Hope this helps best of luck

Bob


a thinwall 4 mm2 wire is only rated
at 39 amps so should a fuse of less than this.
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PostPost by: bob_rich » Tue Jul 27, 2010 9:14 pm

Hi Higs

U R correct with the wire and fuse rating. I looked up my tables a bit too quick and was wrong!! for 75A fusing 10 square mm with 105C rating insulation. should be comfortable with a 45 A alternator and a 75A fuse should not have any problem with random nuisance failures with a 45A circuit

Link for wire rating I use is
http://www.energy-solutions.co.uk/cable_conductor.html

hope this helps

Bob
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PostPost by: Higs » Tue Jul 27, 2010 10:03 pm

Hi Bob

That is an interesting table. I was using the figures normally quoted for thinwall cable which appear to be very similar to the column labelled "85 to 90c" from the table.

So I agree, a 10mm2 cable is the one to go for (I am rewiring my Plus 2, adding relays and fuses etc. and this is what I am doing). As to the fuse, I am putting one midi fuse straight after the power lead comes from the solenoid. The information I have is that these fuses don't quite work as we all imagine. Take a look at this page:

http://www.littelfuse.com/data/en/Data_Sheets/498.pdf

So a 50amp fuse will last for at least 100 hours at a continuous 50 amps (and that is quite a long journey!!). But to blow within a guarranteed 15 secs it needs to be handling 150amps! Even at 75amps it would last a minimum of 90 secs. So I have been conservative and gone for a 50amp fuse rather than a 70amp one on the basis that I want to protect my wiring.

I have worked out that it is theoretically possible to draw 70-80 amps from the battery but you would need everything to be on continuously (lights, ignition, indicators, heated rear screen, reversing lights, stop lights, heater fan, wipers etc.) and not have got roung to starting the engine (and thus get some current from the alternator). In that situation the 50amp fuse would blow in 90 secs - and it would have been my fault for being stupid.

I suppose the other comforting thing is that if there is a catastrophic short circuit through the alternator, or a chafed wire, the current is likely to go very very high and thus blow any fuse pretty quickly.

Finally, all the above is a good reason not to get an 80amp alternator - you will need to put in even thicker wire to cater for the event that the alternator tries to charge a flat battery. Stick to the 45amp variety.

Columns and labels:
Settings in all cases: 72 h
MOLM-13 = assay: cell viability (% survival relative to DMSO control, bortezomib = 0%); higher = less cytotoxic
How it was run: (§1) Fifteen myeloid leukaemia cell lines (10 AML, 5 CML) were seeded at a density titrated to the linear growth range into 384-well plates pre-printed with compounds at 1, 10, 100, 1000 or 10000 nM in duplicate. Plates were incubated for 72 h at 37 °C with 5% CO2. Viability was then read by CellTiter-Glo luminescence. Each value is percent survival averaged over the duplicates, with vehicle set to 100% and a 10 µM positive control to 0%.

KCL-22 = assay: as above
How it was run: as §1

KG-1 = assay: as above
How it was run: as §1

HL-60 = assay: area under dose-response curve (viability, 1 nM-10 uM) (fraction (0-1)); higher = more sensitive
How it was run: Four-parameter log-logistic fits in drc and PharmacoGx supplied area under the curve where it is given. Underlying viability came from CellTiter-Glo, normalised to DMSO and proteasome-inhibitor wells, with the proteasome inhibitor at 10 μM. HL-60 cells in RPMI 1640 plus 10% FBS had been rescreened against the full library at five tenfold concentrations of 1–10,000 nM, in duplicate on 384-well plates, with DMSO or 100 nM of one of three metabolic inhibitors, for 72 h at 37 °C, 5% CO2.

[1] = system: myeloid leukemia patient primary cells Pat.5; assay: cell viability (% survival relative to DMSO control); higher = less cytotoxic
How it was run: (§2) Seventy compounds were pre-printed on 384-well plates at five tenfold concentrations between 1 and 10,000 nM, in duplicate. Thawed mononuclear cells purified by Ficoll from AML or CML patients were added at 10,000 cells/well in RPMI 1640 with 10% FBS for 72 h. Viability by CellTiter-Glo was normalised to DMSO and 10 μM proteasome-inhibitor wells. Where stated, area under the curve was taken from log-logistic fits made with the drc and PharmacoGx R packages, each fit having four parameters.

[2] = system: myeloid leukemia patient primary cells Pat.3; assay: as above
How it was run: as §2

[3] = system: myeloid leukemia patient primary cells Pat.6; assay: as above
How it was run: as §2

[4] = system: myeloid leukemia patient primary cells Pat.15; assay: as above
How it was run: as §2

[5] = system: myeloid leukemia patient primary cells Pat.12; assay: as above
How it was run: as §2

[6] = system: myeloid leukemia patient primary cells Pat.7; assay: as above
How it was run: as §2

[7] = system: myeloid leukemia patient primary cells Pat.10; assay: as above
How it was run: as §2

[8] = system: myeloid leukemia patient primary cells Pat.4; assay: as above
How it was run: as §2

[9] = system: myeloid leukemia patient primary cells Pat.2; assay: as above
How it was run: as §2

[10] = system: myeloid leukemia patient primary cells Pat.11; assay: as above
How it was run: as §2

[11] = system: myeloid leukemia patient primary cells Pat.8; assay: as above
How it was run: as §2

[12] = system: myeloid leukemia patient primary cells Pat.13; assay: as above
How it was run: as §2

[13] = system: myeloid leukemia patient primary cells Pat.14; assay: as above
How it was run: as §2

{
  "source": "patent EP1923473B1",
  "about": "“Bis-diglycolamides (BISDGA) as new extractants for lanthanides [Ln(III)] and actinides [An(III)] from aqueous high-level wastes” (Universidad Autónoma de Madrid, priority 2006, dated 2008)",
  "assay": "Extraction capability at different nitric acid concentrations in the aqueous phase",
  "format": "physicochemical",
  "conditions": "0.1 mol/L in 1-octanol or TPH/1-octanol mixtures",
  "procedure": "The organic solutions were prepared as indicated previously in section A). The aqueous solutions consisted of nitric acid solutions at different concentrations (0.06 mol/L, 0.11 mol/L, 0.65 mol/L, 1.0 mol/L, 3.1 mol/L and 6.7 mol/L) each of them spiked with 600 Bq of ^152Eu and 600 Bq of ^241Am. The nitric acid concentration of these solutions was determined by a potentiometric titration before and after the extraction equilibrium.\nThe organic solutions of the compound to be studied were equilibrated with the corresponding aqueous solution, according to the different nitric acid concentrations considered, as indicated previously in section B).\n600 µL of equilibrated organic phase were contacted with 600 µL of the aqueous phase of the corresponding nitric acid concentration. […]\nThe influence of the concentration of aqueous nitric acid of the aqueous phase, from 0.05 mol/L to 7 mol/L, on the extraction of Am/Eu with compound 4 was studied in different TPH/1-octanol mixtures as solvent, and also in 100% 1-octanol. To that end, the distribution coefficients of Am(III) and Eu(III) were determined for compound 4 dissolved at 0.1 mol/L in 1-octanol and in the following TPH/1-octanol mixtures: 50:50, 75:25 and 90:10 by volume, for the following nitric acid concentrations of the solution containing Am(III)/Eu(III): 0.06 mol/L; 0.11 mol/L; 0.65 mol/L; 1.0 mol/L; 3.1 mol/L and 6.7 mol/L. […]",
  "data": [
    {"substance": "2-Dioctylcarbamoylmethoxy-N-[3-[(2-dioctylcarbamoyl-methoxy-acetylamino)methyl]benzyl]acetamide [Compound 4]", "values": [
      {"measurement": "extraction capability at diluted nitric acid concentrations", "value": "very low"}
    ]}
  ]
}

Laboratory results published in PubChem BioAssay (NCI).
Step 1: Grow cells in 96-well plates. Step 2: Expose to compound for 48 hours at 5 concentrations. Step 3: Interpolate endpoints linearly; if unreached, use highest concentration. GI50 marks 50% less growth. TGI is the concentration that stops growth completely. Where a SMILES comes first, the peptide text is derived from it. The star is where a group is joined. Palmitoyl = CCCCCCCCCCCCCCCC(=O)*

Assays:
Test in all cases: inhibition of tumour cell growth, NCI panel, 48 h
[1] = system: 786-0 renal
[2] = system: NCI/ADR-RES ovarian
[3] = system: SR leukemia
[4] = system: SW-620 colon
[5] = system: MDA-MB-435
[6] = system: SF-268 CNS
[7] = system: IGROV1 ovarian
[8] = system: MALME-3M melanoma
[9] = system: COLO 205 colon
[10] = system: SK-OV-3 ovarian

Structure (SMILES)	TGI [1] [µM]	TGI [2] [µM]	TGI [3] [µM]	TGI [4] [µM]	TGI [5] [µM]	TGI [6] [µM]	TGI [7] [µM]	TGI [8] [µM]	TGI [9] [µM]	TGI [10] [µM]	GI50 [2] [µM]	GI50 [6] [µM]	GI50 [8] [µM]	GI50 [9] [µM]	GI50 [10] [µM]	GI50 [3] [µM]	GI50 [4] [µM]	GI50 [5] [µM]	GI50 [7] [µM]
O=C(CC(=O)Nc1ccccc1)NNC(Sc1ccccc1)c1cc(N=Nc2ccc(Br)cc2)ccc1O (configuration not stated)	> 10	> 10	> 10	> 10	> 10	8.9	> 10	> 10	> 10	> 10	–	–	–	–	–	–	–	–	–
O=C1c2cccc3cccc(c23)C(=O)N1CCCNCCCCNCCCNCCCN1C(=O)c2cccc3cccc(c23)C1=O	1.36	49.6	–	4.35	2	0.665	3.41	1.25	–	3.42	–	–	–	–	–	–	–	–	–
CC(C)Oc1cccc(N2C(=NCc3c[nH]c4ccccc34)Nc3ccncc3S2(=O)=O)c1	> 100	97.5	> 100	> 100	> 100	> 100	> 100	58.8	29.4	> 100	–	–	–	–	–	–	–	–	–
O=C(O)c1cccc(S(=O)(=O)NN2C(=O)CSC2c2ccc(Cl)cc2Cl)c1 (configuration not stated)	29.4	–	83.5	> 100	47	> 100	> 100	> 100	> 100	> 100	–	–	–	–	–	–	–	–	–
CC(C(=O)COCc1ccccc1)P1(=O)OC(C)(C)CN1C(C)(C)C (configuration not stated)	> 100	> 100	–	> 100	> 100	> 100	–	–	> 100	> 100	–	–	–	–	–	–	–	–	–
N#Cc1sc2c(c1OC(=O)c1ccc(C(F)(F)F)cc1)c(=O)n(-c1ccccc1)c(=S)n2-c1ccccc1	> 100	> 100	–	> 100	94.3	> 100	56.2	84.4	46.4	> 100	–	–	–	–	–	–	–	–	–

Richard
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PostPost by: rcraven » Tue Jul 27, 2010 10:21 pm

Since fuses take so long to blow why not use circuit breakers?
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PostPost by: bob_rich » Wed Jul 28, 2010 8:21 am

Hi All

Talking about fusing and electrical safety--I think this thread will never end!!!
whether fuses or circuit breakers are used ( in the context here of motor vehicles where elaborate and expensive electronics based trips are generally not used)) there is always the vexed issues of choosing the protection level. Generally the breaker device should protect the wiring so the wiring does need to be sure that it can safely clear the fuse AND run continuously at the fuse rating level. Most protection devices if run at close to there trip level will take some time to trip. It is best to be sure that the required current on the circuit is well below the clearing level of the protection device and that the wiring on that circuit is rated to clear the protection device.

The real problem with 12V circuits is that the usual rule ( see link below) for conductor acceptable voltage drop of 3% means that the most fault current you could get is only 33 times load current and as it is most un-likely that the fault at the end of the circuit will be a perfect short so one is into a situation where normal current to major fault may only be perhaps 5 to 10 times normal current.

Fortunately the short term overload capability of electrical wiring as used in cars is quite good and the change in the fuse resistance as it gets near to melt will assist in protecting the wire.

The IEE wiring regulation 16th edition page 95 table 54C gives a useful table to calculate the overload capacity of wiring

hope this helps

Bob

http://www.engineeringtoolbox.com/amps- ... d_730.html
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PostPost by: Galwaylotus » Wed Jul 28, 2010 12:52 pm

rcraven wrote:Since fuses take so long to blow why not use circuit breakers?

Quick-blow fuses?!